RICE: Rest, Ice, Compression, and Elevation


mom applying bandage and basic first aid to daughter with scraped and injured knee

Getting hurt is the worst. That’s why there’s got to be a better way to recover than just waiting, right? Only, what’s the right way to use RICE (or rest, ice, compression, and elevation) so that you recover faster and better?

Using RICE (rest, ice, compression, and elevation) immediately after a hard workout or an injury can help decrease recovery time while improving your outcome. You do that by resting and replenishing, using ice for 20 minutes on and off, using compression clothing effectively, and elevating affected areas to stay stronger and maintain your health.

What is RICE: Rest, Ice, Compression, Elevation

RICE is an acronym for Rest, Ice, Compression, and Elevation. It’s a faster, less painful way to recovery after a hard workout or an injury. In other words, not only is it a great way to recover after a sprained ankle, but it’s also something you can strategically use to workout smarter.

This article is for informational purposes only. It is not a substitute for medical advice, diagnosis, or treatment.

Rest

Rest is important – whether you’re recovering from a workout or an injury.

  • Working out will help your muscles become stronger, but only if you allow them to rest between workouts. Rest is when your body takes what it’s learned (during a workout) and ingrains it – or really makes those lessons a part of you.
  • After an injury, the only way to get better is to give that affected area time to heal. If you keep abusing it, that joint or muscle will only get progressively worse – or fail entirely.

So make sure you’re giving yourself that time to rest. How much time do you need to rest?

Well, it’s going to depend. If you’re working out, as little as one day off could be all you need. For example, I find that alternating arm and leg days gives my body enough time to rest between hard workouts.

On the other hand, I’ve had injuries that have required months to recover – like a torn abdominal muscle (or diastasis recti) during pregnancy. Now, though, I’m able to work on daily physical therapy to improve my mommy’s tummy.

Ice

When you’ve got an injury, ice feels so nice!

Ice, used properly, can help you recover faster from both injuries and workouts.

Ice works because a temperature change affects blood flow (through vasoconstriction and vasodilation). So for up to 48 hours after an injury, using ice off and on can help promote better healing. After that, it just feels nice!

And for a workout? Sometimes just a dunk in an ice bath is what you needed. My friends who run marathons swear that a dunk in an ice bath after the event helps them recover faster. And, as a nurse, it makes sense to me!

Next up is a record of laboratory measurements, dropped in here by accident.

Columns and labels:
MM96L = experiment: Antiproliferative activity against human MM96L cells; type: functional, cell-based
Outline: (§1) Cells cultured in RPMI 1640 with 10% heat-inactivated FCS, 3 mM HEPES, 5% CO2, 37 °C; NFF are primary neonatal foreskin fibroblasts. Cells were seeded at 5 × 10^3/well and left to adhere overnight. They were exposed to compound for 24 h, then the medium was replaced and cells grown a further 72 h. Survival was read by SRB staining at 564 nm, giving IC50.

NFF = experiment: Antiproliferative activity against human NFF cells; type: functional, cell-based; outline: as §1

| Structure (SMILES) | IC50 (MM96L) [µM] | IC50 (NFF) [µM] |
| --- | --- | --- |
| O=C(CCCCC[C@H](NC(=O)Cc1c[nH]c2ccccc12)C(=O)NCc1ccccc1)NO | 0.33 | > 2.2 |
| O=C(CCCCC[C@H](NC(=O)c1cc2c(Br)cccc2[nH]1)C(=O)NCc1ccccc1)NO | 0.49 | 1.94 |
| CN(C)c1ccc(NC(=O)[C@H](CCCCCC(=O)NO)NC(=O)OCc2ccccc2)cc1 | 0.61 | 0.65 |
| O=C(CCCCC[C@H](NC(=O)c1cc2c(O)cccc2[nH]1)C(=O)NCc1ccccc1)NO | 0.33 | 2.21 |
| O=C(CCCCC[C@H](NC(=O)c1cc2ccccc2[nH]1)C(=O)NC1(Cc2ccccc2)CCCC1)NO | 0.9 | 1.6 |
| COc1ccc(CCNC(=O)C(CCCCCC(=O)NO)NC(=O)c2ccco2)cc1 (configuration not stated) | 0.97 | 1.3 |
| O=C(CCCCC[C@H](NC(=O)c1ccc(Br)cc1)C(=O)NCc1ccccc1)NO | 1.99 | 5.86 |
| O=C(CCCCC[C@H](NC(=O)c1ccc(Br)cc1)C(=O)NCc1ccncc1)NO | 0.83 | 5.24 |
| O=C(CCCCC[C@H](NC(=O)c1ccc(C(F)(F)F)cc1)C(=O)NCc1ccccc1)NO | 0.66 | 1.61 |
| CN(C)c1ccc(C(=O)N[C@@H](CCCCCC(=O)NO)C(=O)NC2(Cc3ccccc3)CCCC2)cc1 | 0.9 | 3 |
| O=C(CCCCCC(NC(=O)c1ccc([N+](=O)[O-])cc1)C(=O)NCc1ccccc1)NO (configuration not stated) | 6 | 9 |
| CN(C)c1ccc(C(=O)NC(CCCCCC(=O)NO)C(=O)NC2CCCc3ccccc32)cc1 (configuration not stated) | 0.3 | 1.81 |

Personally, I like to keep my ice to smaller areas – because I don’t like being cold. But after a rough workout doing squats? You better believe I’ve got an ice pack on my knees!

Compression

Your body is amazing at getting blood to where it needs to go. Arteries deliver oxygen-rich blood to your body by capillaries and then to your extremities. Now, in order for your body to reach every corner and cell, it does have to leave your circulatory system to some degree.

But then how do they get back to your heart? That’s where your venous and lymph systems come into play.

  • Most of that blood that’s gone out to your fingers and toes get collected up by your venous system – or your veins.
  • Your lymph system collects other those lost cells (both white and red blood cells) and leads it back to where it should go.

However, both of these systems require you to be moving in order to work properly. That’s right – they piggyback off of your muscles to work.

And in order to help them work more efficiently (because your muscles are working against gravity here!), using compression garments can help make things easier.

So those compression socks will help prevent swelling in your toes – but they’ll also help you heal faster and recover better after injuries or workouts. Compression sleeves will do the same for your arms.

Elevation

Remember how your veins and lymph system works off of your muscles? Well, you can also let gravity help out. Raising an affected limb or area above the level of your heart will have gravity helping to drain out excess fluid – fluid that causes swelling and pain!

So if you’ve injured a knee, lay down and prop your feet up on some pillows. Or after a workout, lay down next to a wall and raise your legs up for a few minutes.

You don’t want to have things go numb or tingly, but just a few minutes of elevation each day can speed up the healing process.